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THE FIRST SIX BOOKS OF EUCLID:
WITH A SUPPLEMENT
ON THE QUADRATURE OF THE CIRCLE AND
TO WHICH ARE ADDED
ELEMENTS OF PLANE AND SPHERICAL TRIGONOMETRY.
BY JOHN PLAYFAIR, F.R.S. LOND. & EDIN.
LATE PROFESSOR OF NATURAL PHILOSOPHY (FORMERLY OF MATHEMATICS) IN THE UNIVERSITY
WITH ADDITIONS, BY WILLIAM WALLACE, A.M., F.R.S.E., &c.
LATE PROFESSOR OF MATHEMATICS IN THE UNIVERSITY OF EDINBURGH.
IN WHICH THE NOTES ARE ADAPTED TO STUDENTS, AND THE TREATISES
BY THE REV. P. KELLAND, A.M., F.R.S. LOND. & EDIN.
PROFESSOR OF MATHEMATICS IN THE UNIVERSITY OF EDINBURGH.
BELL & BRADFUTE, AND OLIVER & BOYD.
SIMPKIN & CO., AND WHITTAKER & CO., LONDON.
PREFACE TO THE ELEVENTH EDITION.
THE first six books of the present Treatise are precisely the first six books of Euclid's Elements. No alterations whatever have been made in the arrangement of the propositions, nor any of importance in the demonstration of those of the first four and sixth books. The same does not apply to the fifth book. The doctrine of Proportion laid down by Euclid in that book is an admirable specimen of reasoning based on an abstract definition. In simplicity of treatment, and in rigour of demonstration, this book leaves nothing to be desired. But the geometrical representation of what is essentially an arithmetical multiplication, renders the doctrine, as Euclid delivered it, somewhat difficult to be mas tered. In the present treatise this difficulty has been obviated by the introduction of the concise language of algebra, whereby the reasoning is condensed and simplified, whilst the character of the demonstration remains unchanged. By this means the steps of the argument are brought near to one another, and the force of the whole is
so clearly and distinctly perceived, that no more difficulty should be experienced in understanding the propositions of the fifth book than those of any other book of the Elements.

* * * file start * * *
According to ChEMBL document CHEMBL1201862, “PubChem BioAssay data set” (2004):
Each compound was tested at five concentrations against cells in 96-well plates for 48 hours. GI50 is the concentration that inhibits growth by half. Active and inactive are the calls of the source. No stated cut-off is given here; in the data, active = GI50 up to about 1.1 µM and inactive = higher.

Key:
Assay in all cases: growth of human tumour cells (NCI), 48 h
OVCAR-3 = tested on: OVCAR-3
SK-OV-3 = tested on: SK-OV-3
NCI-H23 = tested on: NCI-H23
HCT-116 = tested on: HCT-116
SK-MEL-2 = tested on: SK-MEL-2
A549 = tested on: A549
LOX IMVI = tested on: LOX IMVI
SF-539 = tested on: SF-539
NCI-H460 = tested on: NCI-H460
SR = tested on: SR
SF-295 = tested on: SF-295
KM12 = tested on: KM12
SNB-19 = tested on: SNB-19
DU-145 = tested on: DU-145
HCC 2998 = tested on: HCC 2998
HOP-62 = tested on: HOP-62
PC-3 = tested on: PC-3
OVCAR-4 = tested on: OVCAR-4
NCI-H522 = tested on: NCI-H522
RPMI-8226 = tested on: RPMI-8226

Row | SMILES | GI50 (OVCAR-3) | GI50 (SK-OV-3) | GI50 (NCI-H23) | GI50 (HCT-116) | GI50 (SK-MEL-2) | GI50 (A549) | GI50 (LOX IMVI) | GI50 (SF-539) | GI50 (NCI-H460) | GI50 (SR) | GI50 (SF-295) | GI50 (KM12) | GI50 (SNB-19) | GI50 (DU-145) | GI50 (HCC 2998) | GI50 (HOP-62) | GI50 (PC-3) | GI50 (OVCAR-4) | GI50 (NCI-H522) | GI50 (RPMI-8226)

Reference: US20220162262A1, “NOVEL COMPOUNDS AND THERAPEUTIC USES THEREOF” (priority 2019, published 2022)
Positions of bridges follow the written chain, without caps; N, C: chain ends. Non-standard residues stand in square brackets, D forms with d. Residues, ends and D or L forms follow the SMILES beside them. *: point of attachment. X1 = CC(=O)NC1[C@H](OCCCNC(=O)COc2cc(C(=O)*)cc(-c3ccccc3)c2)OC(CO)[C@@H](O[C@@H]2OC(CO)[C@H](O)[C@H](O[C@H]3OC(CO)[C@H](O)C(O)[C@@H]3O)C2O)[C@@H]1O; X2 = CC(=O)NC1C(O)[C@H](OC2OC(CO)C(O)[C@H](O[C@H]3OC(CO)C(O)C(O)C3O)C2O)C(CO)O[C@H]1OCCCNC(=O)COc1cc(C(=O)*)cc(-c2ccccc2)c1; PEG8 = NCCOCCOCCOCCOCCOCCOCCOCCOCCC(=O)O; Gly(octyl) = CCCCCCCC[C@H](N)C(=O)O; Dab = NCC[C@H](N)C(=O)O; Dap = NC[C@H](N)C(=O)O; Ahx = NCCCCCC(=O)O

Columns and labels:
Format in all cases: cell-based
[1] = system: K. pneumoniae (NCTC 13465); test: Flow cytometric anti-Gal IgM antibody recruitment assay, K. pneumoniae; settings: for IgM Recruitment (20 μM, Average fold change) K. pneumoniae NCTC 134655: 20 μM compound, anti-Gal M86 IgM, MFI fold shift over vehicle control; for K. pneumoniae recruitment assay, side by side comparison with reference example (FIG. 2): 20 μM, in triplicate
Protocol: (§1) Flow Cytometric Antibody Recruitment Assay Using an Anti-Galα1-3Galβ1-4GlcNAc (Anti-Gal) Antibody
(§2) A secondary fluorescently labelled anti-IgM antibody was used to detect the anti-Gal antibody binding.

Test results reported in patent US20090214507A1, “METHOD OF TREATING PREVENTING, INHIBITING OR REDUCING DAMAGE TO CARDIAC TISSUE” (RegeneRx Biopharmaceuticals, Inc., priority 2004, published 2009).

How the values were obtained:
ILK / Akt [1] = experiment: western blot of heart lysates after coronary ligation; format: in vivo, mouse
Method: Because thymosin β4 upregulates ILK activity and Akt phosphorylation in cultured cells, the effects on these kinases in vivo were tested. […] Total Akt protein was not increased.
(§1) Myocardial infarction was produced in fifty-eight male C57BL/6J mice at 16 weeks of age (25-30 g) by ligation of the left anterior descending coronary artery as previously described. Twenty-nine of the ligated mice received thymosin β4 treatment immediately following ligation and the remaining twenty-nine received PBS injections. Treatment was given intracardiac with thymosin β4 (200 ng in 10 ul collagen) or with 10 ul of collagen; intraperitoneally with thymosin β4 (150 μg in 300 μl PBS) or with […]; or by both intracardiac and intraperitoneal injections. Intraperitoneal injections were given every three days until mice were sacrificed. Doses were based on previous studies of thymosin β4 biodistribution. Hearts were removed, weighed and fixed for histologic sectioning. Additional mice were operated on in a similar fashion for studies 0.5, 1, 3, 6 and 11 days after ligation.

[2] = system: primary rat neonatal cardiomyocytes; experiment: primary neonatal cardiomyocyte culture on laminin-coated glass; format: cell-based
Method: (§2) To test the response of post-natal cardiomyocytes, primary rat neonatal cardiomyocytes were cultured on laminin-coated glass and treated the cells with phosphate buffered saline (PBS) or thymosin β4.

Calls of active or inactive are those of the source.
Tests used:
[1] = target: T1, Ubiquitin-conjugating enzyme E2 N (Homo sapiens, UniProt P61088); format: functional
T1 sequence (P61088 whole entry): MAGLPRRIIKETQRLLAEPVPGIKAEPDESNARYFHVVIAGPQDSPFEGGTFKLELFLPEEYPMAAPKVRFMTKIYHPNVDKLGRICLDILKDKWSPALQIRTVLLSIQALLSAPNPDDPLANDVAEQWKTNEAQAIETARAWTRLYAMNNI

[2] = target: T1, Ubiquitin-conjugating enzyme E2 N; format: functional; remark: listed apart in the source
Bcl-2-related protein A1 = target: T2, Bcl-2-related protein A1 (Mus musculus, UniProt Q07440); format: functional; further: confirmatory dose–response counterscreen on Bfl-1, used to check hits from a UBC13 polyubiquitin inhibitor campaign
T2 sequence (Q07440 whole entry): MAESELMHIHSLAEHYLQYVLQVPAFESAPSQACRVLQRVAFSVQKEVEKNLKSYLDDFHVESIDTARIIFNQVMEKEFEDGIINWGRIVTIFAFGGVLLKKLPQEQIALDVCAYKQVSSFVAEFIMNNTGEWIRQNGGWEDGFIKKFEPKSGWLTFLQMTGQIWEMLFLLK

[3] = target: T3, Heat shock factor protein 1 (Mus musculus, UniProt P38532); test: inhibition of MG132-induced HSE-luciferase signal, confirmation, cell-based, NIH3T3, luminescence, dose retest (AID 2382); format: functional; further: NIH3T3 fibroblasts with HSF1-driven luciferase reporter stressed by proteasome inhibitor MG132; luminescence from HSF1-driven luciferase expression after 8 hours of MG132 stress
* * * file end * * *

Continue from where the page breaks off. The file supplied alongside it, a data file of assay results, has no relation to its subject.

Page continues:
The Supplement consists of three books. The First Book treats of the rectification and quadrature of the circle. In the present edition, this book has been condensed and simplified.
The Second Book treats of the intersections of planes, and contains the most important propositions of the Eleventh Book of Euclid.
The Third Book treats of Solids, and exhibits, in a simple form, the most important propositions of the Twelfth Book of Euclid.
The treatise on Plane Trigonometry has, in the present edition, been increased by an additional section, containing some numerical examples, with a popular account of the nature and application of logarithms.
The treatise on Spherical Trigonometry, and the Notes, are reprinted with little alteration from the last edition. The whole work is now so well known and appreciated, that a detailed explanatory preface is altogether superfluous.
COLLEGE OF EDINBURGH,
June 1, 1859.
ELEMENTS OF GEOMETRY.
I. A point is that which has position, but not magnitude.*
COROLLARY. The extremities of a line are points; and the intersections of one line with another are also points.
III. If two lines are such that they cannot coincide in any two points, without coinciding altogether, each of them is called a straight line.
COR. Hence, two straight lines cannot enclose a space. Neither can two straight lines have a common segment; for they cannot coincide in part, without coinciding altogether.
IV. A superficies is that which has only length and breadth. COR. The extremities of a superficies are lines; and the intersections of one superficies with another are also lines.
V. A plane superficies is that in which any two points being taken, the straight line between them lies wholly in that superficies.
VI. A plane rectilineal angle is the inclination of two straight lines to one another, which A meet together, but are not in the same straight line. N.B.-When several angles are at one point B, any one of them is expressed by three letters, of which the letter that is B
at the vertex of the angle, that is, at the point in which the straight lines that contain the angle meet one another, is put between the other two letters, and one of these two is somewhere